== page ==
Body image (medicine)

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Body image is a medical term, often used in the context of describing a patient's cognitive perception of their own body. The medical concept began with the work of the Austrian neuropsychiatrist and psychoanalyst Paul Schilder whose masterpiece The Image and Appearance of the Human Body was first published in 1935.

Medical applications[edit]

In psychology, it typically refers to one's perceptions, beliefs, and emotional attitudes towards one's body.[1] The concept is used to discuss various pathologies and disorder, such as anorexia nervosa and other eating disorders, body dysmorphic disorder, body integrity identity disorder and various post-stroke conditions like somatoparaphrenia, and unilateral neglect.

Body image problems may also manifest themselves in psychopathologies like schizophrenia and the Cotard delusion. Although it is often confused with the term 'body schema', which concerns postural and motor control, 'body image' is distinct from the former phenomena.[2]

Measures[edit]

Feel status minus Actual status Inconsistency[edit]

FAI (Feel status minus Actual status Inconsistency) index is used to asses someone’s weight perception. FAI scores range from -3 to +3: Negative FAI values mean weight status underestimation, positive FAI values mean weight status overestimation and a FAI score of 0 means a realistic perception of one’s weight status. One study found that women tend to have positive FAI values (overestimeting their weight) while men had negative FAI values (underestimeting their weight) [3]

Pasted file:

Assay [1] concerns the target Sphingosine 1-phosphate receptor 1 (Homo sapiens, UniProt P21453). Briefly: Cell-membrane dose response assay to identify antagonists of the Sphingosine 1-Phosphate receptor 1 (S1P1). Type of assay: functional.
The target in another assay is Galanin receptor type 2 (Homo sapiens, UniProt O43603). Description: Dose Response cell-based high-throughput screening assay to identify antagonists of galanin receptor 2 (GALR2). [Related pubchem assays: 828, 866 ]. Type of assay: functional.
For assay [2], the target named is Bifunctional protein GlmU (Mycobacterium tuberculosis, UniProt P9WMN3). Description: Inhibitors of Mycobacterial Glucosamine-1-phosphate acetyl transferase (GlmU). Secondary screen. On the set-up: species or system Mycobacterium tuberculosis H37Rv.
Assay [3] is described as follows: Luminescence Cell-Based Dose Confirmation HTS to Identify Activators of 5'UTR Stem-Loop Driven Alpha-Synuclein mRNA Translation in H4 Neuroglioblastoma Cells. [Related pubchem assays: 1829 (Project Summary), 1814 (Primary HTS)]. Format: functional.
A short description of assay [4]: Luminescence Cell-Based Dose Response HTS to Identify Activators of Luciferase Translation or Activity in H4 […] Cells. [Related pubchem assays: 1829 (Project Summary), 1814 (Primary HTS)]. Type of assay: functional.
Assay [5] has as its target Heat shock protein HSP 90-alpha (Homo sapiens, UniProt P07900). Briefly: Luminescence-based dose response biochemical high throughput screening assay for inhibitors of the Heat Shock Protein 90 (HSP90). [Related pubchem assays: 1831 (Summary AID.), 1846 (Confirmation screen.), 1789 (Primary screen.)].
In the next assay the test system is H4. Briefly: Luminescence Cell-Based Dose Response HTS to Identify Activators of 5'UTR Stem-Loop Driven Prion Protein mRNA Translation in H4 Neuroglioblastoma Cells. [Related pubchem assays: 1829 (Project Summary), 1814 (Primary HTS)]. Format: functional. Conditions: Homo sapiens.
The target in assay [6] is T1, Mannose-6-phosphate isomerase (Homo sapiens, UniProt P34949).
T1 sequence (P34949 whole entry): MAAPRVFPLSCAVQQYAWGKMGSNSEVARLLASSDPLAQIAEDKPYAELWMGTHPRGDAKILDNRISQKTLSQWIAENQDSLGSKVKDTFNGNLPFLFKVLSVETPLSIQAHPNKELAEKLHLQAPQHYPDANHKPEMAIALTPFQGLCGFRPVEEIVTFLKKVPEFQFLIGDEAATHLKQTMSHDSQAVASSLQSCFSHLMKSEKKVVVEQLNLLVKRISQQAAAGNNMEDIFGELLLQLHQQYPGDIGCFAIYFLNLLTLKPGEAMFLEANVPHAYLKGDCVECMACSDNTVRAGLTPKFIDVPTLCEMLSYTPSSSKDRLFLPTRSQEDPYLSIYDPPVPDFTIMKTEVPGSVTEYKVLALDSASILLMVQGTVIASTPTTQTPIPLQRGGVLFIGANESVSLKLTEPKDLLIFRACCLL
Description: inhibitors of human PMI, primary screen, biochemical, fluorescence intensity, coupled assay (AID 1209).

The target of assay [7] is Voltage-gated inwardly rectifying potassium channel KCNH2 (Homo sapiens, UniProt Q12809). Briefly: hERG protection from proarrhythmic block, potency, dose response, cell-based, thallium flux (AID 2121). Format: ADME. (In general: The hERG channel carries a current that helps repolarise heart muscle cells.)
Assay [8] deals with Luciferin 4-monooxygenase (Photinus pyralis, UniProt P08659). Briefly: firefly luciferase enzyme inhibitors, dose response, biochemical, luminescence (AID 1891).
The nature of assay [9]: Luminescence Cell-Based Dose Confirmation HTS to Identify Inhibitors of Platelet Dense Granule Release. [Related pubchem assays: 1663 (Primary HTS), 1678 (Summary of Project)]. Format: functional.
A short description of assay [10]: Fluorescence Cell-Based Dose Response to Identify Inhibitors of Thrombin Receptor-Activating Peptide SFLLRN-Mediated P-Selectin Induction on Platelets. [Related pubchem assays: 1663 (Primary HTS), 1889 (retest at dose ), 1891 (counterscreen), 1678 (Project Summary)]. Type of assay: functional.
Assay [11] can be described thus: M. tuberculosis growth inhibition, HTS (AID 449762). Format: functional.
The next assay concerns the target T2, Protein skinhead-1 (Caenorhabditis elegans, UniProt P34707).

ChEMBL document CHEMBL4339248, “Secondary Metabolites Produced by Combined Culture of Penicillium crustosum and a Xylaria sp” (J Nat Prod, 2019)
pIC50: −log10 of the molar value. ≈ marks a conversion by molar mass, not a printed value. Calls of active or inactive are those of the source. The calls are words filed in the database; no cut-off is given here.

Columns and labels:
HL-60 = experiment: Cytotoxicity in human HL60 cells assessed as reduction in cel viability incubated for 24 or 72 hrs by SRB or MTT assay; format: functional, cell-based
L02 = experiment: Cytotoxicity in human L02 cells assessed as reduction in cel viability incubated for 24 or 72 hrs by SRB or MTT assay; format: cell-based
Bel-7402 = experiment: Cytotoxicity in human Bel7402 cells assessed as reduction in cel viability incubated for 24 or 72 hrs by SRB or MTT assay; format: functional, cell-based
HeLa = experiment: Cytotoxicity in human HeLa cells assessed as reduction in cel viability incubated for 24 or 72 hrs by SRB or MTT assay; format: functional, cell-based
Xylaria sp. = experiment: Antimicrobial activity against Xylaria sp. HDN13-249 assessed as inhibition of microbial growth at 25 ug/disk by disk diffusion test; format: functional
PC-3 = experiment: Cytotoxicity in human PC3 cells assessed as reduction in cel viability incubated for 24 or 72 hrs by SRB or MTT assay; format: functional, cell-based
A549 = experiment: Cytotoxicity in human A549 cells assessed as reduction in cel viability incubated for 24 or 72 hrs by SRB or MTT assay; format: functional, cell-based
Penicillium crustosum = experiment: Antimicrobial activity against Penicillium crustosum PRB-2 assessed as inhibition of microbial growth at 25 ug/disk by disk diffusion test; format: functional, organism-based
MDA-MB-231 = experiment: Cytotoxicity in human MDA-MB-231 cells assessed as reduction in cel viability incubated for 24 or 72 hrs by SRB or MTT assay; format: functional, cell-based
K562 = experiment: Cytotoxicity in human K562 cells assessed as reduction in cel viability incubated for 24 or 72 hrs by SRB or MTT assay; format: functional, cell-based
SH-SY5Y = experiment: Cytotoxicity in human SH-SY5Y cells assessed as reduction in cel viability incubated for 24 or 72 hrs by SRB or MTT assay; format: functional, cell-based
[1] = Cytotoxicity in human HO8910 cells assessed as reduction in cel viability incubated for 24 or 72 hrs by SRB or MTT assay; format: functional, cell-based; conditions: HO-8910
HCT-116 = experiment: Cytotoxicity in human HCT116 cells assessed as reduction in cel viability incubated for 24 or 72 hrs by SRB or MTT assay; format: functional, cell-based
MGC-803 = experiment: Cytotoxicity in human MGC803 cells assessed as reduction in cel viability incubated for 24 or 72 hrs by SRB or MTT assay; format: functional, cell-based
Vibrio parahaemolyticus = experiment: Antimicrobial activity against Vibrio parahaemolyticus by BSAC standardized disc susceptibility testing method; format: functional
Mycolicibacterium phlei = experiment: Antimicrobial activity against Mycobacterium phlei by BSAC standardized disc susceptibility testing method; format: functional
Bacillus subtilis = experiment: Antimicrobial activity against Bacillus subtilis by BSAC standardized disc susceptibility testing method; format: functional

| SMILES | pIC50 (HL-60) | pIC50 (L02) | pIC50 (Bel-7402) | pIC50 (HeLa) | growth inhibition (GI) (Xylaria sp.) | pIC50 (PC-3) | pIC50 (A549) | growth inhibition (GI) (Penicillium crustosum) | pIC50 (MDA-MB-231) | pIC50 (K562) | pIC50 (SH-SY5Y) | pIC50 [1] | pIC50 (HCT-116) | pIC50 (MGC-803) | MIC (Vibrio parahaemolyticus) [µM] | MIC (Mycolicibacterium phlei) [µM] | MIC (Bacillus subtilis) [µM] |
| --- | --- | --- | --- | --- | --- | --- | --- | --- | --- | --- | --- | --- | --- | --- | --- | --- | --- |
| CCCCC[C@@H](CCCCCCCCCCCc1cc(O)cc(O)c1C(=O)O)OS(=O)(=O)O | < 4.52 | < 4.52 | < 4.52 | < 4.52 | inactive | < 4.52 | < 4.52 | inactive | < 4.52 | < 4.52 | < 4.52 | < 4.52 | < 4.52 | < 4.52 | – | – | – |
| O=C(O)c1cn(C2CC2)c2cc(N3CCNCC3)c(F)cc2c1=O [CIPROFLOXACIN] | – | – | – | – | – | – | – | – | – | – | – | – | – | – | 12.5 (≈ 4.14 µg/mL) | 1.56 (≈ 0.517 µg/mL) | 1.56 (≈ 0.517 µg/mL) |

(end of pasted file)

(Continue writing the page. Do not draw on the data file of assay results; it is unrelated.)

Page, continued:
See also[edit]

References[edit]

  1. ^ Cash, S.; Brown, T.A. (1987). "Body image in anorexia nervosa and bulimia nervosa: A review of the literature". Behavior Modification 11: 487–521. 
  2. ^ Gallagher, S. (2006). How the body shapes the mind. Oxford University Press, USA. ISBN 0-19-920416-0. 
  3. ^ Zaccagni L (Feb 2014). "Body image and weight perceptions in relation to actual measurements by means of a new index and level of physical activity in Italian university students.". J Transl Med. 12. doi:10.1186/1479-5876-12-42. PMID 24512483.